New job - employee vs. contractor

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209south
Posts: 452
Joined: Mon Jan 28, 2013 10:58 pm

New job - employee vs. contractor

Postby 209south » Fri May 19, 2017 8:52 pm

I am starting a new job as CEO of a micro-cap mining company...early stage and the few current dedicated personnel are working on a contract basis. I have been offered the opportunity to work either as an 'employee' or on a contract basis...salary $250k bonus expectation $100k and a whole whack of stock options, where the value will hopefully lie...what are the key issues I should be thinking of? The company is currently tiny so there is no health care or pension plan...but they will reimburse my health insurance premiums in either scenario, and I have asked that they cover the employer's portion of FICA if I'm on contract...the big issue is the stock options...if the company/project 'works' there will be $millions of value created in the stock...does the tax treatment for that vary whether I'm an employee or receiving the options via my LLC???

123
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Joined: Fri Oct 12, 2012 3:55 pm

Re: New job - employee vs. contractor

Postby 123 » Fri May 19, 2017 9:27 pm

Depending on the state you likely would have more rights as an employee then as a contractor. Employees usually have to be paid on a set schedule, contractors can be a different ball game. I'm not saying the business may fail but...
The closest helping hand is at the end of your own arm.

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Shackleton
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Re: New job - employee vs. contractor

Postby Shackleton » Fri May 19, 2017 9:32 pm

No idea but I suggest you watch "Gold" with Matthew McConaughey.
“Superhuman effort isn't worth a damn unless it achieves results.” ~Ernest Shackleton

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Watty
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Re: New job - employee vs. contractor

Postby Watty » Fri May 19, 2017 10:14 pm

Another consideration is that as a contractor I would think you could likely put around $50K into a solo 401k.

The situation sounds way beyond something you could good answers for on a message board and it would be well worth the cost of getting professional tax advice.

209south
Posts: 452
Joined: Mon Jan 28, 2013 10:58 pm

Re: New job - employee vs. contractor

Postby 209south » Sat May 20, 2017 9:06 am

Thanks - I am seeking professional tax counsel but often find more creative ideas on here than I do via lawyers. With respect to the movie Gold, not only have I seen the movie but I somewhat lived the movie as I was part of the team advising the chosen buyer for Bre-X...the fraud was discovered through our client's due diligence. Like many exploration-stage mining companies, the one I'm joining will either be a 10-bagger or go to zero (odds always favor the latter!)...so for me the key issues are (a) maximizing 401k contributions while I'm CEO, and (b) minimizing the tax drag of the options if this is a 10-bagger. I gather there is no way to declare the value of a stock option as income upon grant, but the taxation only occurs upon exercise, so the question is 'where is the ideal place to hold the stock options if they one day have tremendous value?'...any way to put the options into a trust, or even better a self-directed 401k?????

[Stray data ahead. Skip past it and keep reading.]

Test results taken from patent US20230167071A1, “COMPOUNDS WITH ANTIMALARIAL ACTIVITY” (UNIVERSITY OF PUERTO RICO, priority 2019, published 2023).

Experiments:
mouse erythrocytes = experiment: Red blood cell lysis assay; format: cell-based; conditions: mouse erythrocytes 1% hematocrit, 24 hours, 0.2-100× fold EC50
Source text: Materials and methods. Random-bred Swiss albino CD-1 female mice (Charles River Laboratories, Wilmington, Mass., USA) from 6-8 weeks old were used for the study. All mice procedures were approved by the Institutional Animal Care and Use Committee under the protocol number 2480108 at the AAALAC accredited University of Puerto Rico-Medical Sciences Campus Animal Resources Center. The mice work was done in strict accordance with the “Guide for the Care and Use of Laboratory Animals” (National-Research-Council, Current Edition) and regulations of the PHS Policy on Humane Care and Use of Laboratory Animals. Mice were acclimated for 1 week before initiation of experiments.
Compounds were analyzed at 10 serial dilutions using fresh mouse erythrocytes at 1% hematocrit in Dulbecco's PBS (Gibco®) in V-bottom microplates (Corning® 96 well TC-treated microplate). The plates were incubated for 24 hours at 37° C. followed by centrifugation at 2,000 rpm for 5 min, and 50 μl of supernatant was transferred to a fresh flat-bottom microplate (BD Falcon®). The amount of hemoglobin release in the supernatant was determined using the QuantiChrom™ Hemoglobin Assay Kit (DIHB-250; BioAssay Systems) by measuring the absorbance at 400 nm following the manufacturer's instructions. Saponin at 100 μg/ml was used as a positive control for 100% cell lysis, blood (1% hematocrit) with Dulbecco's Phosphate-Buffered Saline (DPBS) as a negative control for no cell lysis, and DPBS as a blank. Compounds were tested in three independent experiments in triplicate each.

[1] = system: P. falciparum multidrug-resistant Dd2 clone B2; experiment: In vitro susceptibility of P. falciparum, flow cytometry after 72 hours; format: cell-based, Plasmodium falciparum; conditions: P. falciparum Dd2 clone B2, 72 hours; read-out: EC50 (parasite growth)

avalpert
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Joined: Sat Mar 22, 2008 4:58 pm

Re: New job - employee vs. contractor

Postby avalpert » Sat May 20, 2017 11:34 am

How would the working relationship differ between the two compensation relationships? If it won't, what makes you sure the company can legally treat you as a contractor and not an employee?

209south
Posts: 452
Joined: Mon Jan 28, 2013 10:58 pm

Re: New job - employee vs. contractor

Postby 209south » Sat May 20, 2017 2:53 pm

Good question, and I don't know the answer for sure...but it is not uncommon in the junior mining space, where many people wear multiple hats with multiple companies. This is a relatively new company, and the only three people working full-time are contract geologists receiving pay on a per diem basis...actually as I think about it all the accounting/legal services are also provided by another group on a contract basis...I think unless/until the business evolves to a development stage we may need many traditional 'employees'.


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